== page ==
Report shows economic impact of crane-watching

jbrehm2, January 26, 2010 | View original publication

Report shows economic impact of crane-watching

The Sandhill cranes, long considered one of the state's treasures, have an annual impact of at least $10.33 million on central Nebraska's economy, a University of Nebraska-Lincoln report estimates.

The report, published in the fall by UNL's Bureau of Business Research, calculated the figure as part of a targeted economic impact study of central Nebraska conservation and research centers that focus on the cranes' migration through the region each spring.

Researchers estimated both the impact of these conservation centers' operational expenditures and also outside spending by visitors to them, and found that they created a combined economic impact of $5.15 million in 2009. Then they mixed in the estimated spending by other crane-watchers coming to the

UNL economics professors Eric Thompson and Rick Edwards, who authored the report, said their findings may point to new economic prospects in the northern Great Plains. In particular, they noted the potential for "eco-engagement," which occurs when participants travel with the main purpose of engaging in a learning experience directly related to a location's specific wildlife and ecology.

One of the centers cited in the bureau's report, the Audubon Rowe Sanctuary near Gibbon, can be thought of as a venue for a "second stage" of eco-tourism, the researchers said. The first phase is a simple, straightforward eco-tourism of the camera-and-binocular variety; with the second stage of eco-engagement — volunteering to help, and even in some cases paying to be allowed to volunteer — naturally following.

Rowe is a private, non-profit operation that focuses on conservation research and education. It is supported by donors and grants and has a significant economic impact on their surrounding areas that extend beyond their boundaries.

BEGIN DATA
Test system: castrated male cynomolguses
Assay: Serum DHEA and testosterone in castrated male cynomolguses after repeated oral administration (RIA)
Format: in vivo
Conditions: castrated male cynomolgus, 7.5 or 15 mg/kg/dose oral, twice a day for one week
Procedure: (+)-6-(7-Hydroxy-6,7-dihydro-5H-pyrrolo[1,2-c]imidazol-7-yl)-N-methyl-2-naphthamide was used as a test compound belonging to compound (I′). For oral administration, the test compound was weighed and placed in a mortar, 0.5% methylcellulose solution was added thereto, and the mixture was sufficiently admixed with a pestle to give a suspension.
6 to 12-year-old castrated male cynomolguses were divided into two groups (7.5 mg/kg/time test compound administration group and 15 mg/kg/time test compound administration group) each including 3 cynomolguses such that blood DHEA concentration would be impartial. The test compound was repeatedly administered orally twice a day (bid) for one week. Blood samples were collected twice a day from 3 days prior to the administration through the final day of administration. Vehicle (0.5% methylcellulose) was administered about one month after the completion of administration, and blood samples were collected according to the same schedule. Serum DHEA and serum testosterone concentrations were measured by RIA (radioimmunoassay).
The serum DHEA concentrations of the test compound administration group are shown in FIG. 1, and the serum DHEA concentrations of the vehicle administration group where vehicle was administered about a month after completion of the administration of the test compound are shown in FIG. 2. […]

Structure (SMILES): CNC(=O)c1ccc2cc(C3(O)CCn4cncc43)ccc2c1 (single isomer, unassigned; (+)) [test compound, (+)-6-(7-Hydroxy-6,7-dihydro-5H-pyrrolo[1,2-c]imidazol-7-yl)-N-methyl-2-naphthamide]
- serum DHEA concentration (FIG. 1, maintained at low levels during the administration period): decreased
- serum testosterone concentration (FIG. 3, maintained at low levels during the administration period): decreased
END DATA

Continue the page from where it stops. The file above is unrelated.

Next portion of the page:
The report estimates that Rowe has an annual impact of $2.08 million on central Nebraska's economy — a majority of it from spending on food, lodging and shopping by visitors when they are away from the sanctuary. A significant portion of the figures also can be attributed to a rise in eco-engagement activities, Thompson and Edwards said.

"As opposed to being just purely tourist destinations, these research centers attract lots of people who want to do more than just look. They want to stay and learn," Thompson said. "Travelers come not just to see (cranes) but to participate in conservation, education and outreach with the centers."

The complete study is available at The Bureau of Business Research is an applied economic and business research entity of the UNL College of Business Administration. Located in the Department of Economics, the bureau provides relevant information and data on economic conditions in Nebraska, the Plains and the nation as a service to individuals and businesses in the state. It also provides economists opportunities to conduct applied economic research and trains students of economics and business in the conduct of applied research on economic and business topics. For more information, visit